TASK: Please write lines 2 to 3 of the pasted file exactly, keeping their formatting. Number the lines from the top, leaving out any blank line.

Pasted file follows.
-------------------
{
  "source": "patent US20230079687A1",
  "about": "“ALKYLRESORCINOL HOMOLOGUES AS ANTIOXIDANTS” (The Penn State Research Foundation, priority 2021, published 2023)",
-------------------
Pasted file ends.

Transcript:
  "source": "patent US20230079687A1",
  "about": "“ALKYLRESORCINOL HOMOLOGUES AS ANTIOXIDANTS” (The Penn State Research Foundation, priority 2021, published 2023)",